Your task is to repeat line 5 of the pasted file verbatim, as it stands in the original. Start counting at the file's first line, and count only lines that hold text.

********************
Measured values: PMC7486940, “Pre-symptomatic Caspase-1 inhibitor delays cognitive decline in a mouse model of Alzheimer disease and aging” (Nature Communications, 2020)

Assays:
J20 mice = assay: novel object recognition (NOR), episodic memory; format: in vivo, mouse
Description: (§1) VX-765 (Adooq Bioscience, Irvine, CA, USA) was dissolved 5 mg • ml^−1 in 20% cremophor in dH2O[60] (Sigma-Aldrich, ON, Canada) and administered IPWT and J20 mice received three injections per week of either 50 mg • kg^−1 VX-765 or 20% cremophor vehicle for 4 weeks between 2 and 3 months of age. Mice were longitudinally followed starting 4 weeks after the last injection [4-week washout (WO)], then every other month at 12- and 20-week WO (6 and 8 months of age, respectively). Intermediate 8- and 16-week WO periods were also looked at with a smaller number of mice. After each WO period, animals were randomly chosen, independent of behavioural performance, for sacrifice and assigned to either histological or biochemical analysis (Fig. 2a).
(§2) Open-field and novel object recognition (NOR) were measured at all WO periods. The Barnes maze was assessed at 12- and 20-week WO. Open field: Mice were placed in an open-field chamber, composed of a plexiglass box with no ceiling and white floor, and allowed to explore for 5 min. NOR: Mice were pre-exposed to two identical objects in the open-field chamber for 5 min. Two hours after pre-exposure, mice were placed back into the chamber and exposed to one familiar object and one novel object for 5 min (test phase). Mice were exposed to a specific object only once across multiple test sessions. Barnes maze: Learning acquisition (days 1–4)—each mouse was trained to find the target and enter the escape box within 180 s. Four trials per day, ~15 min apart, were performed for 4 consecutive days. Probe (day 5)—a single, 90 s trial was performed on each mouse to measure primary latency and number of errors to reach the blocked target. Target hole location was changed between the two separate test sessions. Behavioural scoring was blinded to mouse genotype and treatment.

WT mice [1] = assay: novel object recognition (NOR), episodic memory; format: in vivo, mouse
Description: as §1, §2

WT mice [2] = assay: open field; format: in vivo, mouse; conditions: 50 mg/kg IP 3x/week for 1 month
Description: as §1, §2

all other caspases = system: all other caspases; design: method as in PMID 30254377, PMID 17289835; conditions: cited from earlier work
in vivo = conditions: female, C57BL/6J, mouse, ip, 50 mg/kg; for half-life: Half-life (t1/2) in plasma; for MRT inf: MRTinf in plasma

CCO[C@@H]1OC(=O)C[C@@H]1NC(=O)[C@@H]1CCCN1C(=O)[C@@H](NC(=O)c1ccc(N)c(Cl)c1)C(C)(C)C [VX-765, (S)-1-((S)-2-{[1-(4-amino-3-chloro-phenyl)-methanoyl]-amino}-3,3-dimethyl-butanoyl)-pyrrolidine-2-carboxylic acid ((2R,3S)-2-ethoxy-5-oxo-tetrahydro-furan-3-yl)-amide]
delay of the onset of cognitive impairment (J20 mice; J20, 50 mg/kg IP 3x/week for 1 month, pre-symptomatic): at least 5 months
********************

(§2) Open-field and novel object recognition (NOR) were measured at all WO periods. The Barnes maze was assessed at 12- and 20-week WO. Open field: Mice were placed in an open-field chamber, composed of a plexiglass box with no ceiling and white floor, and allowed to explore for 5 min. NOR: Mice were pre-exposed to two identical objects in the open-field chamber for 5 min. Two hours after pre-exposure, mice were placed back into the chamber and exposed to one familiar object and one novel object for 5 min (test phase). Mice were exposed to a specific object only once across multiple test sessions. Barnes maze: Learning acquisition (days 1–4)—each mouse was trained to find the target and enter the escape box within 180 s. Four trials per day, ~15 min apart, were performed for 4 consecutive days. Probe (day 5)—a single, 90 s trial was performed on each mouse to measure primary latency and number of errors to reach the blocked target. Target hole location was changed between the two separate test sessions. Behavioural scoring was blinded to mouse genotype and treatment.